Study: Not All Kids Are Computer Whizzes

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A study reveals that kids have more trouble searching on the Internet than we may think. Guest host Audie Cornish speaks with Allison Druin, the director of the human-computer interaction lab at the University of Maryland. Durin discusses ways to help kids search more effectively online.


Most of us use search engines like Google, Bing, and Yahoo as our front door to the Internet. Weve grown accustomed to using keywords to search for everything from movie times to important issues dominating the news.

But lately researchers are paying more attention to the way children search for information online. Allison Druin is the director of the Human-Computer Interaction Lab at the University of Maryland. She joins us here in our Washington studios. Allison, welcome.

Dr. ALLISON DRUIN (College of Information Studies, University of Maryland; Director, Human-Computer Interaction Lab): Thank you. Its great to be here.

CORNISH: Now, your lab actually developed a study, which is sponsored by Google, we should say...

Dr. DRUIN: Yes.

CORNISH: ...which focused on the ways children search for information online. So, walk me through this. Im seven years old. Im sitting down to the computer. I call up my favorite search engine because its pretty or fun or cute looking and Ive got a lookup some information on George Washington. What do I do that an adult wouldnt do?

Dr. DRUIN: One of the things that we asked, so could you find us an information on dolphins? Well, seven-year-old quickly boom, boom, boom, boom. They found information on the Miami dolphins and you...

(Soundbite of laughter)

Dr. DRUIN: ...did not find out what dolphins eat. There were many children just sat there and watched until they would find the information. As opposed to, hey, couldnt you do a keyword. Nope, uh-uh. This is what I do. Ill find it, dont worry. We had one child swear he was going to find the vice presidents birthday next year in the Spongebob Squarepants Web site.

CORNISH: Somewhere.

Dr. DRUIN: Somewhere in there...

CORNISH: Spongebob had it.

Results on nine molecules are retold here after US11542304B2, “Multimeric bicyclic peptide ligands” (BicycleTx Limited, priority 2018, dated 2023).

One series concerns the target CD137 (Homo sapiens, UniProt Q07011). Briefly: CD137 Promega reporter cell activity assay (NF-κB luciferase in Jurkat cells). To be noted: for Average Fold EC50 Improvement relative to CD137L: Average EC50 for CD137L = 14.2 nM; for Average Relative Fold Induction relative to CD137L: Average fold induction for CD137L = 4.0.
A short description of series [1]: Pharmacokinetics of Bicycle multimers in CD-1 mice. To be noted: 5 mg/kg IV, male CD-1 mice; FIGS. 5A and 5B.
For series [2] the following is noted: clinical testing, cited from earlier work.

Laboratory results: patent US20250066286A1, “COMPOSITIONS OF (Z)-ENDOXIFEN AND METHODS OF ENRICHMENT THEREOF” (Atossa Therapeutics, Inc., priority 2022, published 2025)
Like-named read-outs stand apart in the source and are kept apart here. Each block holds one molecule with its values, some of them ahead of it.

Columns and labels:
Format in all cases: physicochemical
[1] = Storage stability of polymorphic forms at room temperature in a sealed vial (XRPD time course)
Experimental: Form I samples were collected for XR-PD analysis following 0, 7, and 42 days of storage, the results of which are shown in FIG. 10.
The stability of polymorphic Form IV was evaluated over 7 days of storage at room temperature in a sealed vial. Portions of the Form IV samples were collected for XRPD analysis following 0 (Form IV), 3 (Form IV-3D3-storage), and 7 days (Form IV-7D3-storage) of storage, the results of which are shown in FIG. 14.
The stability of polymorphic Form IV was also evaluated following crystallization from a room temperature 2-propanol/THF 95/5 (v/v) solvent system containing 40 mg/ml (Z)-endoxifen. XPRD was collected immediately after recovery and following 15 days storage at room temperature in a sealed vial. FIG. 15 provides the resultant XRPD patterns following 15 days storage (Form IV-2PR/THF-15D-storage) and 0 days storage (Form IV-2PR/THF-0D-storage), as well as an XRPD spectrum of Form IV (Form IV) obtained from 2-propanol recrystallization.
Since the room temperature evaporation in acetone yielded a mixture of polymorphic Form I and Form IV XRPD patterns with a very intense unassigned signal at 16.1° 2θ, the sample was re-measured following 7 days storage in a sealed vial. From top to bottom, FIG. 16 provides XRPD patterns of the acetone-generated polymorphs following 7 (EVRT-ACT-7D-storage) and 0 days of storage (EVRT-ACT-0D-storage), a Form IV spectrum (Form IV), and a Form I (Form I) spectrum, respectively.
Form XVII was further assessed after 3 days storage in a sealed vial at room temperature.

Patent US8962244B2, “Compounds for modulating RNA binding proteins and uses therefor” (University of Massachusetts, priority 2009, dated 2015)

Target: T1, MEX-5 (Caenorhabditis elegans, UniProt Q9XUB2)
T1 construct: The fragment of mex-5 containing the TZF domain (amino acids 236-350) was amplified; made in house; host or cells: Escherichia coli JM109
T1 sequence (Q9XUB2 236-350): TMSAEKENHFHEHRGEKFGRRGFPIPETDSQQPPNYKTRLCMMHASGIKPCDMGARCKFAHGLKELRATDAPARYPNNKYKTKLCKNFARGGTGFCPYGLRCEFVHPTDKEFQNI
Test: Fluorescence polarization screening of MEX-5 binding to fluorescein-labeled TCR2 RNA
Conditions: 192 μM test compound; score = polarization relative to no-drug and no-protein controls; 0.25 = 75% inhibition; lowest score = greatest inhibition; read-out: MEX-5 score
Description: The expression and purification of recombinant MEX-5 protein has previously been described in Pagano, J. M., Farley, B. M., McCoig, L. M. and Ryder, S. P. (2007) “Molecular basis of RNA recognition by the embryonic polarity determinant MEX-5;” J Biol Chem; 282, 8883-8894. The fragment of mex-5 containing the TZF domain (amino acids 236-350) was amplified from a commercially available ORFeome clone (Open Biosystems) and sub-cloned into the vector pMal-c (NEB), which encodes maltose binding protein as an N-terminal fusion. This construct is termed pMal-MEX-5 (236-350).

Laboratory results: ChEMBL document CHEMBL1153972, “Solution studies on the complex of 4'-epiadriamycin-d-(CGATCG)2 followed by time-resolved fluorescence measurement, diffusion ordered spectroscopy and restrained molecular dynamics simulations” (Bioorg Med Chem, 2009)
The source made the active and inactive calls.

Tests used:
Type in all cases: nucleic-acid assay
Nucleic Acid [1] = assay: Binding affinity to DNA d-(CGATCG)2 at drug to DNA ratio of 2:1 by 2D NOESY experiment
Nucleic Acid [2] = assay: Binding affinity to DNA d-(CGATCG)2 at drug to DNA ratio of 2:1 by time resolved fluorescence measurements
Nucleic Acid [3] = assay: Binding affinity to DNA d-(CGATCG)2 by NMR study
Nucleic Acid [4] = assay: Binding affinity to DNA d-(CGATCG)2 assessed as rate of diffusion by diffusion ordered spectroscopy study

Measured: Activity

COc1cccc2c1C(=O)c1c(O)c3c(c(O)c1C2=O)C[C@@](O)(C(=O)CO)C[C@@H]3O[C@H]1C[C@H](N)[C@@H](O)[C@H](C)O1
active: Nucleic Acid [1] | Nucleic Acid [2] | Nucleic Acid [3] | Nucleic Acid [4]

Dr. DRUIN: Spongebob had it, yeah.

(Soundbite of laughter)

Dr. DRUIN: What is it that parents can do right now to improve these skills? Well, they can be mentors in the sense of trying to motivate a kid to go further and farther. Also, being able to let kids see how you search and what you do to refine a search. Its those multi-step questions that trip up most people, for example, we asked what day next year will the vice presidents birthday be on? Well, this was a very interesting question because it takes three different searches to actually find that question, only about 0.5 percent of our kids could actually answer this question.

If we change the result pages, most kids dont click pass the first page. One of the things that we think that would be very valuable would be some sense of mentorship.

CORNISH: Mentorship from the computer.

Dr. DRUIN: Well, this is interesting. What we saw was there are many times where kids just sort of gave up, even though the information might have been there or they didnt realize that they had just misspelled something or kids say, oh, the information is not there, must not be important.

CORNISH: Would they do that would they essentially say if the Internet doesnt tell me so, it does not exist.

Dr. DRUIN: Yes, we saw this right off the bat from our early pilot studies. We found that boys stopped faster than girls, and this is across all the age groups. Girls, they keep on trying, but theyre less successful. And whats interesting is we found that there was less confidence in girls in terms of what they were doing. And so theyd say it was their problem. Whereas the boys would try and problem solve further and they didnt see it as their problem.

CORNISH: Some things dont change.

(Soundbite of laughter)

Dr. DRUIN: It (unintelligible)

(Soundbite of laughter)

CORNISH: Allison Druin is the director of the Human-Computer Interaction Lab at the University of Maryland. She joined me here in the studio. Allison, thank you.

Dr. DRUIN: Thank you.

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